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Count Basie Orchestra

- Jazz and Cabaret Corner

Jazz and Cabaret Performance Reviews

By Dr. Roberta E. Zlokower

Count Basie Orchestra
(Website)
(See Other Basie Centennial Reviews)
At Birdland
315 West 44th Street, NYC
212.581.3080
www.birdlandjazz.com
Gianni Valenti, Owner
Andy Kaufman, Business Manager
Tarik Osman, Manager
See Other Birdland Reviews 1

Basie Bandleader: Bill Hughes
Vocalist/Bandleader: Chris Murrell

Dr. Roberta E. Zlokower
March 19, 2004

This being the Centennial of the birth of Count Basie, the Count Basie Orchestra, 70 years old, itself, is touring with splendor and pride. Bill Hughes, who has been with this band for 50 years as a bass trombonist and bandleader, was tonight's host. Shiny Stockings, a great swing dance piece, presented muted trumpets and trombones. There was a great 40's Big Band feel to this second set sound. The Basie Orchestra made the Club feel hot on a still windy March night. The full blast of brass in this 16-piece band preceded a featured Shawn Edmonds on trumpet and Butch Miles on Drums.

Way Out Basie was more contemporary and fused with jazz. John Kelson on alto sax was the highlight. Basically Yours by Thad Jones brought Tony Suggs on piano, and he played a sexy keyboard, enhanced with punctuated percussion. Cute featured brush drums, and the "cute" surprise was the holding of little hats on the trombones, for volume and tone effects, while mutes alternated on the trumpets. The Wind Machine was introduced in a powerful way by James Leary on bass. Will Matthews on guitar created a nice melody with tiny intonations of Django Reinhardt, with piano, bass, and brushes merging with this upbeat melody, before Matthews returned to his solo, surrounded by a bluesy beat.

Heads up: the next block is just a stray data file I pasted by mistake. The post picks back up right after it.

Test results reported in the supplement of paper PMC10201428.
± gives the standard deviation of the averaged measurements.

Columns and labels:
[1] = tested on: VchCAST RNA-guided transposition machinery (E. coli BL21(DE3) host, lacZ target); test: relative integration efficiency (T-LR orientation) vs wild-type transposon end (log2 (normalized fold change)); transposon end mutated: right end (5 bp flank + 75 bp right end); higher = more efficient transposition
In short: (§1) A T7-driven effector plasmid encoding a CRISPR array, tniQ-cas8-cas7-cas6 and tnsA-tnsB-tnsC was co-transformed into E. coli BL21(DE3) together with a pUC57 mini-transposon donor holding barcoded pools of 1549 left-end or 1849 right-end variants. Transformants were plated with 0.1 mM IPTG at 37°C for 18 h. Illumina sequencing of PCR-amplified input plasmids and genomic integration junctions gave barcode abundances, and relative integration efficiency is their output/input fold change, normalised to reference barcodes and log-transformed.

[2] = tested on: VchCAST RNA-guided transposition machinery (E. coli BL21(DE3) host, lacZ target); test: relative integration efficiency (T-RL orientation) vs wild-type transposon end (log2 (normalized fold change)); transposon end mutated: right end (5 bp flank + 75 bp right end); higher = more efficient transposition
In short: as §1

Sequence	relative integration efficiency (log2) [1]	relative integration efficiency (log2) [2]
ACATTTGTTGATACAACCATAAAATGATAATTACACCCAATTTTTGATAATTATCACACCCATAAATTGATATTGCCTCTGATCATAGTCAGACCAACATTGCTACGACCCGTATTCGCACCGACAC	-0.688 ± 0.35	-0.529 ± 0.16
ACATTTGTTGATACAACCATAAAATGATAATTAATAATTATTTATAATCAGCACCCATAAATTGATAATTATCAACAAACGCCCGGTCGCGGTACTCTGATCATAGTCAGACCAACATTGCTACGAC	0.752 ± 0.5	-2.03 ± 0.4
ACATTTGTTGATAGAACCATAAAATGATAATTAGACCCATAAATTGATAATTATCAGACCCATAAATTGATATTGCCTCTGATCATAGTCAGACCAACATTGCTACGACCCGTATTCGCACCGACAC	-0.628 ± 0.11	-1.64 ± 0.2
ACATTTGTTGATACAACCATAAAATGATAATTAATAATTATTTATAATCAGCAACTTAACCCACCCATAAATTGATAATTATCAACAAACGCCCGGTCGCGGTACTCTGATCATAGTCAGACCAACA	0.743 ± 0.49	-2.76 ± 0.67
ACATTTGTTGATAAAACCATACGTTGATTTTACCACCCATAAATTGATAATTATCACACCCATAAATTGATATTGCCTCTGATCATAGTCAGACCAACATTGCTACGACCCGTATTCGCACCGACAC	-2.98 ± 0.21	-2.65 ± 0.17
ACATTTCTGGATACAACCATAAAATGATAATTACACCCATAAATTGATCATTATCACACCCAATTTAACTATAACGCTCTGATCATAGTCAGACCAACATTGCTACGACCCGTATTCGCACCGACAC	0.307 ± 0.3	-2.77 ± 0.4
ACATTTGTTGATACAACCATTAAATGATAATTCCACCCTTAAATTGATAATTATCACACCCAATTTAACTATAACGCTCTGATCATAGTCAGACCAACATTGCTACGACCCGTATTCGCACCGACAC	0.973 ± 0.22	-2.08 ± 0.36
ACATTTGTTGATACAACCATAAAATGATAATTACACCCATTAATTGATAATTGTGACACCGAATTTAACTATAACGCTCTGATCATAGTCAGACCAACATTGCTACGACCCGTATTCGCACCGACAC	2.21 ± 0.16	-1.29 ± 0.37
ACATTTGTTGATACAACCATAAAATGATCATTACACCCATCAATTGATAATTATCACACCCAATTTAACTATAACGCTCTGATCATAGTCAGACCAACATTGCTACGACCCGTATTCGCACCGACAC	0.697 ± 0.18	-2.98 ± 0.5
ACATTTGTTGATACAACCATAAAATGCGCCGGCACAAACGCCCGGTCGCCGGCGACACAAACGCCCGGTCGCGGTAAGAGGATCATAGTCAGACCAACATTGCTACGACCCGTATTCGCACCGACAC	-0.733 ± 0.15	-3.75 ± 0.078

Good Times Blues featured bassist Leary with soft, repetitive drum rhythms and a real surprise: The band vocalized in unison, at times, for the most adorable tribute to the original swing band that put Basie on the map, followed by muted trombones. Discomotion, a 50's piece by Frank Foster, featured a very full and finished band. There was a trumpet duet that showcased the talent of this everlasting orchestra. A Billy Eckstein piece, Lonesome Lover Blues, brought out Chris Murrell, vocalist, who also led the band, as he sang.

Murrell was lively and dynamic, and his charisma seemed to draw out more energy from this seasoned orchestra, after they had been onstage for about one hour. Come Back brought the band to increased electricity and effervescence. Murrell was entertaining with a pleasant voice. In Please Send Me Someone to Love, Murrell belted out the blues with bravura, extending the final note. In There Will Never Be Another You, Murrell exuded passion and personality. Bill Hughes returned for the finale, Jumpin' at the Woodside, which was original Basie at its best.

Kudos to the Count Basie Orchestra, Bill Hughes, Bandleader, and Gianni Valenti of Birdland for creating this Centennial Basie tribute for the New York and visiting Big Band fans. Gianni Valenti of Birdland sent us an orchestra to love.


Count Basie Musicians
Photo courtesy of Roberta E. Zlokower




Frank Wess, Basie Musician, at Leisure
Photo courtesy of Roberta E. Zlokower




Bennie Powell, Basie Musician and Guest, at Leisure
Photo courtesy of Roberta E. Zlokower




Count Basie Musicians
Photo courtesy of Roberta E. Zlokower




Count Basie Musicians
Photo courtesy of Roberta E. Zlokower




Count Basie Musicians
Photo courtesy of Roberta E. Zlokower




Bill Hughes, Bandleader
Photo courtesy of Roberta E. Zlokower




Count Basie Musicians
Photo courtesy of Roberta E. Zlokower




Count Basie Musicians
Photo courtesy of Roberta E. Zlokower




Count Basie Musicians
Photo courtesy of Roberta E. Zlokower




Count Basie Musicians
Photo courtesy of Roberta E. Zlokower




Count Basie Musicians
Photo courtesy of Roberta E. Zlokower




Count Basie Musicians
Photo courtesy of Roberta E. Zlokower




Count Basie Musicians
Photo courtesy of Roberta E. Zlokower



For more information, contact Dr. Roberta E. Zlokower at zlokower@bestweb.net